First Look: New Features of iOS 10
During a live-streamed event in early June, Apple CEO Tim Cook announced iOS 10, referring to the software upgrade for iPhones and iPads as the “mother of all new releases.”
That may be hyperbole, but I came away astonished at some of the ways Apple has taken familiar apps, and Siri, to a new level. From using Siri to hail an Uber, to making a restaurant reservation within the Maps app, to transforming words into emojis in iMessage, iOS 10 offers you a lot more power—and fun.
New Capabilities: Siri, iMessage, and Maps Open to Developers
When Apple released the first iPhone in 2007, it was a closed system. Only Apple could make apps for it. Users and developers clamored for the tech giant to open things up, and the result was a revolution. However, Apple's own apps were still off limits. Developers could make third-party apps, but they couldn't add features to Apple's apps. iOS 10 changes that. Apple has given developers access to Siri, iMessage, and Maps.
In iOS 10, you can say to Siri, “Send a WeChat to Nancy saying I'll be five minutes late.” Siri will know to open the WeChat app, get the contact info, enter the message, and send it to Nancy.
Other examples include using Siri to search photo apps such as Shutterfly, control exercise apps such as Runtastic, book a car via Uber or Lyft, and make calls via VoIP apps like Skype.
In addition, iMessage will never be the same. A new App Store for iMessage will offer lots of add-ons for things like sending money and playing games. Stickers, for example, let you put small, animated cartoon characters on text bubbles and photos.
The capabilities of the Maps app will explode as developers create apps that work from within Maps. You can book a table at a restaurant through an app such as OpenTable. You can
book a ride with Uber, watch the progress of the car as it approaches you, and make your payment with Apple Pay.
Greater Smarts: Photos & QuickType Become More Intelligent
Artificial intelligence is a central feature of iOS 10. Apple has dramatically ramped up the capabilities of the Photos app with a feature it calls advanced computer vision. The Photos app recognizes what's in your photos, whether it be your aunt, mountains, a beach, or a puppy. It automatically groups them into categories, creating albums of similar photos. The Memories feature clusters photos to help surface memories of events, people, and places that are significant to you. Of course, you can also search your photos based on this intelligent sorting by the app.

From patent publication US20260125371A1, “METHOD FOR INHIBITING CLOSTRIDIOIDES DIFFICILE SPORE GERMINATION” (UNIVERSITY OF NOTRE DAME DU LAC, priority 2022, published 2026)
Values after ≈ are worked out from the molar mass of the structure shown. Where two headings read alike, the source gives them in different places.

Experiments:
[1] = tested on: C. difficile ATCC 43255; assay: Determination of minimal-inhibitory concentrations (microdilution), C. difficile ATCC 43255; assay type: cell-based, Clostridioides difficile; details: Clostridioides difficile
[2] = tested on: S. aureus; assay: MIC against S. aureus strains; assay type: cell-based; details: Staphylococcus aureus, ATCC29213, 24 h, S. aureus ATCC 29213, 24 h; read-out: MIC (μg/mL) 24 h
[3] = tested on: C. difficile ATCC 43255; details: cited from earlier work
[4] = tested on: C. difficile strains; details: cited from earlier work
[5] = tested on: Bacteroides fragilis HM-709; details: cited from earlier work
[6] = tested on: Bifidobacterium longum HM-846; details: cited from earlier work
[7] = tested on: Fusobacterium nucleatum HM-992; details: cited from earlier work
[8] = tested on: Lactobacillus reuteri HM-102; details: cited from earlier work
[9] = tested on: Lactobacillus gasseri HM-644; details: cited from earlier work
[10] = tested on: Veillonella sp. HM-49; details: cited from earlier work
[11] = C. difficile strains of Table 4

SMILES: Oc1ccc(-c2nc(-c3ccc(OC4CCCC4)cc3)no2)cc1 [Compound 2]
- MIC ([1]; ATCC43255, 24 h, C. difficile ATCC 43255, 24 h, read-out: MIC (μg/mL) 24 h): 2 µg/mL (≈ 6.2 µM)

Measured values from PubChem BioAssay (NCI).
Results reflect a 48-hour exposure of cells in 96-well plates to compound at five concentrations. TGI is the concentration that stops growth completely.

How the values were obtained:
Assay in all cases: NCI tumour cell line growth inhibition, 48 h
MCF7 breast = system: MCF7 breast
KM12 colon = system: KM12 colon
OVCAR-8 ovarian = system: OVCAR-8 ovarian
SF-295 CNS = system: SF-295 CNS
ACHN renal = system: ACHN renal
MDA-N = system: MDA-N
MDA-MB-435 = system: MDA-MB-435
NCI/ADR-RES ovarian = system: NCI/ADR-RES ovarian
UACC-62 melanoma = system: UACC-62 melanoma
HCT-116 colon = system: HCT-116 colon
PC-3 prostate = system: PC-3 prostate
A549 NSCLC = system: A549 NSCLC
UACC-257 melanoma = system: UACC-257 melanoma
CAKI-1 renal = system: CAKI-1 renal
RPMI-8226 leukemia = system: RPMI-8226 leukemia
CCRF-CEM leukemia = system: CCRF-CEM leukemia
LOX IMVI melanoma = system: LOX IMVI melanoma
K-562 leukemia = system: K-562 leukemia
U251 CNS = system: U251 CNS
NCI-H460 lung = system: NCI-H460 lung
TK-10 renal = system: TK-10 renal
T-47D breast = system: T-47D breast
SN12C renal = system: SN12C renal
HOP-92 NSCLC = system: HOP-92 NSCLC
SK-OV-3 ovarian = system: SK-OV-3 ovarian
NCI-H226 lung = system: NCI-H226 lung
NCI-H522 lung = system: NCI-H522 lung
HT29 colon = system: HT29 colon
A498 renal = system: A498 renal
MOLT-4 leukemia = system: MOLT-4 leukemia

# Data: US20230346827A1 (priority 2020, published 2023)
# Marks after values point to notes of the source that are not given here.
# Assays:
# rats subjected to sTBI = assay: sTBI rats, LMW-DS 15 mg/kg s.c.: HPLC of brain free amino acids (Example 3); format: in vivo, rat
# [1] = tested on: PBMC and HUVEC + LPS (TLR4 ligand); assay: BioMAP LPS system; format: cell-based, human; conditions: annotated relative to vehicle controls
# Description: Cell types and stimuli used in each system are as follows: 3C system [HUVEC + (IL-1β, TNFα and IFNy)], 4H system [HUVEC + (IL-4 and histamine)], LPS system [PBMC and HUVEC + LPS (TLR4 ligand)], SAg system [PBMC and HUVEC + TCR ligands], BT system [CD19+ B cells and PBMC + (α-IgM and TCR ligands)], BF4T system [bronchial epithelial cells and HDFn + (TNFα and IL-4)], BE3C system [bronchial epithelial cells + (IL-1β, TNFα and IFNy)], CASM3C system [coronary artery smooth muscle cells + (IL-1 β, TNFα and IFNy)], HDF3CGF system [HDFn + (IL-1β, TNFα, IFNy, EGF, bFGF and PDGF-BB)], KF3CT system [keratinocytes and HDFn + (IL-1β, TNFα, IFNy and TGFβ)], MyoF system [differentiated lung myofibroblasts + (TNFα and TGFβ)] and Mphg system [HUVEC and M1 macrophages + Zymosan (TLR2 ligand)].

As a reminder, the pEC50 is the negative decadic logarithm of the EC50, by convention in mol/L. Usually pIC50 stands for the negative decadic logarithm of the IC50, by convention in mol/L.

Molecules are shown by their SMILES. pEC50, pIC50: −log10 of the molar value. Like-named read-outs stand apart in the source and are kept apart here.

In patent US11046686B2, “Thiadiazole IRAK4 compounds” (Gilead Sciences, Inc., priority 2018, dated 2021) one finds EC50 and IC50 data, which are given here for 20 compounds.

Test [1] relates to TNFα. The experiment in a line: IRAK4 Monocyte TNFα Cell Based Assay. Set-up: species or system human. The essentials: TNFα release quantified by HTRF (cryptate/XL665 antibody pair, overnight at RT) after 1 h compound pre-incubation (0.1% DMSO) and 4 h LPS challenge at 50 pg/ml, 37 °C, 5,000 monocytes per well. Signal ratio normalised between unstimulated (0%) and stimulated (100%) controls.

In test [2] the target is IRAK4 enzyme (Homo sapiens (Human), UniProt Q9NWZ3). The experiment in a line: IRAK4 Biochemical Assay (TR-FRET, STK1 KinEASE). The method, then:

In addition, the app has a fun new feature in the Memories tab that not only uses the artificial intelligence of Photos to bring together images and movies according to events and places, but will automatically create a video montage of select photos and video clips with music, titles, and transitions. You can adjust the length and also select from different themes such as epic, gentle, or uplifting. The Photos app then re-edits the video on the fly.
QuickType, the predictive feature of your iDevice's onscreen keyboard, is also a lot smarter. The predictions use Siri's intelligence to make better guesses based on context: such as what you're doing that day or where you're located. If, for example, someone sends you a text message asking where you are, QuickType will offer to send your current location, which you can then do with a tap.
In iOS 10, QuickType is also smarter regarding other languages, thanks to a feature called multilingual typing. It recognizes the language you're typing in and will use the appropriate characters—without you having to switch keyboards.
Maps is also smarter, with a proactive feature that makes suggestions regarding where you're likely to go and tells you the fastest way to get there. These suggestions may be based on your routine or on items in your Calendar.
You can slide up from the bottom to reveal a pane with suggestions from the app. Select the restaurant icon, and you'll be able to scroll horizontally through a list of options. Once you've identified a destination, the app can search for places such as gas stations or restaurants. If you choose to stop someplace, the app will tell you how much longer your trip will take as a result.
More Fun: Dazzling New Features in iMessage
Apple's new OS is not only smarter and more capable, it's also more playful. And nowhere is this more evident than in iMessage. Apple has added a bunch of new features that liven up your conversations.
Emojis can now be three times larger, and iMessage has a feature that makes it easier to add them into your texts. Remember scrolling through page after page of emojis to find the right one? With iOS 10, words that can be replaced by emojis will turn yellow; just tap the word to replace it with a relevant emoji.